A liquid crystal display apparatus (hereinafter, referred to as an “LCD”) is an element that displays characters and images using electrooptical properties of liquid crystal molecules. As one of the driving modes of the LCD, there is a twisted nematic (TN) mode. Conventionally, an LCD of a TN mode has a disadvantage in that a viewing angle is narrow in a vertical direction, and has a problem in that the clarity of characters and images are remarkably degraded when a screen is viewed in an oblique direction. In order to solve this problem, for example, a liquid crystal display apparatus using a so-called O-plate and a biaxial retardation layer has been proposed (e.g. see Patent Document 1). However, in the conventional liquid crystal display apparatus with a liquid crystal panel, the disadvantage in that a viewing angle is narrow in a vertical direction is not sufficiently overcome. Particularly in the applications such as measuring instruments of automobiles and ships, displays for exhibition, and commercial touch panel displays, for users with various heights, the improvement is particularly demanded.

Patent Document 1: JP 2001-100031 A

DISCLOSURE OF THE INVENTION Problems to be Solved by the Invention

The present invention has been made in view of solving the conventional problems as described above, and it is an object of the present invention to provide a liquid crystal display apparatus having a high contrast ratio in an oblique direction and small color change depending upon a viewing angle.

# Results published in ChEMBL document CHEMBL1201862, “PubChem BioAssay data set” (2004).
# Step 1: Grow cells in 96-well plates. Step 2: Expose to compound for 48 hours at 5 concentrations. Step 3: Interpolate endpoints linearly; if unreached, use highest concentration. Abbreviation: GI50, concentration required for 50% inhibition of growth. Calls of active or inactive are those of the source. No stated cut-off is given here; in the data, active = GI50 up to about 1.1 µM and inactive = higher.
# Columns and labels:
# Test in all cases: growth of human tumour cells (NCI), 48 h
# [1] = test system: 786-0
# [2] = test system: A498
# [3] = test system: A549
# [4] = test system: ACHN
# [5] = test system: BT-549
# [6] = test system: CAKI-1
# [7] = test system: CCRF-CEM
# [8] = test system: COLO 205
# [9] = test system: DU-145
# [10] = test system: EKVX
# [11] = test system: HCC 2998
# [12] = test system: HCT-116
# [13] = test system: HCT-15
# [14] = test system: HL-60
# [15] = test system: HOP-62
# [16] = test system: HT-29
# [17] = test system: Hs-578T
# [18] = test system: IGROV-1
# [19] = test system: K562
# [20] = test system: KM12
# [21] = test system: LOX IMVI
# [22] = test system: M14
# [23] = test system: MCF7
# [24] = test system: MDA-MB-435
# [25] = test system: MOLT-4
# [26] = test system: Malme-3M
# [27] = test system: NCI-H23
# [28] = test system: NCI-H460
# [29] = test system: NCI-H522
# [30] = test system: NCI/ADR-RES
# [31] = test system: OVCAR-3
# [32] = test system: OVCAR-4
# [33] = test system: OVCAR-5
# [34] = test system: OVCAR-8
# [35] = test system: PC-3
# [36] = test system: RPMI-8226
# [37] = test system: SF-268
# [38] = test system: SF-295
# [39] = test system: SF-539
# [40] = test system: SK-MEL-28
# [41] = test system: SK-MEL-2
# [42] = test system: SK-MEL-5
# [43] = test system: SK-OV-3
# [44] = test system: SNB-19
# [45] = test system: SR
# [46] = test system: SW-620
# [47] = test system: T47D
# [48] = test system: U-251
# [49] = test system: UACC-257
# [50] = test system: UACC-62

Means for Solving the Problems

The present inventors have conducted intensive studies for solving the above problems, and have found that the above objects can be attained with the liquid crystal panel described below, to thereby complete the present invention.

A liquid crystal panel according to an embodiment of the present invention includes: a liquid crystal cell; a first polarizer placed on one side of the liquid crystal cell; a second polarizer placed on the other side of the liquid crystal cell; a first O-plate placed between the liquid crystal cell and the first polarizer; a second O-plate placed between the liquid crystal cell and the second polarizer; a first biaxial retardation layer placed between the liquid crystal cell and the first O-plate; and a second biaxial retardation layer placed between the liquid crystal cell and the second O-plate. The first and the second O-plates are solidified layers or cured layers of a bar-shaped liquid crystal compound arranged in a hybrid alignment; and a tilt angle (θP) of the bar-shaped liquid crystal compound on the polarizer side is larger than a tilt angle (θB) thereof on the biaxial retardation layer side.

In one embodiment of the invention, a difference (θP−θB) between the tilt angle (θP) of the bar-shaped liquid crystal compound on the polarizer side and the tilt angle (θB) thereof on the biaxial retardation layer side is 20° to 90°.